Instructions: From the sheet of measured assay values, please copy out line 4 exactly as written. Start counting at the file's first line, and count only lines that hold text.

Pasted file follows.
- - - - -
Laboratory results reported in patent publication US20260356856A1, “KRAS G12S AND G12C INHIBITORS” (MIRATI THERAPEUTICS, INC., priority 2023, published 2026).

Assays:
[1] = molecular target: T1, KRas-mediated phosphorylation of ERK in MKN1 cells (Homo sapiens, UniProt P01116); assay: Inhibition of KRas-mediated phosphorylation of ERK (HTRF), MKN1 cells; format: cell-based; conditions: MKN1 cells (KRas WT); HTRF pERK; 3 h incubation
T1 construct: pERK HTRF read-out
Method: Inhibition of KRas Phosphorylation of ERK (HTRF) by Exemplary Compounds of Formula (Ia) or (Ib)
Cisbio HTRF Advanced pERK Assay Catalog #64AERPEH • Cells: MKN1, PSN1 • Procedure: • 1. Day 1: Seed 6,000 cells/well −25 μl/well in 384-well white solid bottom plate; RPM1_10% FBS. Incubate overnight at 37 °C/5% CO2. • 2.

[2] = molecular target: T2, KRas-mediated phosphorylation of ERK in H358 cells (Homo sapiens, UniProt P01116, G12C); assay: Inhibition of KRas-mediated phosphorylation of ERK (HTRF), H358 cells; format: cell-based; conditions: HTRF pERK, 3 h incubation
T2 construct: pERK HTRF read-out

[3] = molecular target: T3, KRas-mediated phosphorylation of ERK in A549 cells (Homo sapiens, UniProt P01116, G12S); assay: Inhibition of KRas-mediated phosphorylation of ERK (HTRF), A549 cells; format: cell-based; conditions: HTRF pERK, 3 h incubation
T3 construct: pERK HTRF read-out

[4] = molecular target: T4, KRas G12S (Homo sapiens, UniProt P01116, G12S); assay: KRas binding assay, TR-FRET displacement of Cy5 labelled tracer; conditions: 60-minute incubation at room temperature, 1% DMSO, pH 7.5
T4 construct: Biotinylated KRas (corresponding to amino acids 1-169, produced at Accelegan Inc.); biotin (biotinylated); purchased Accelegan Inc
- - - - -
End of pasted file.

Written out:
T1 construct: pERK HTRF read-out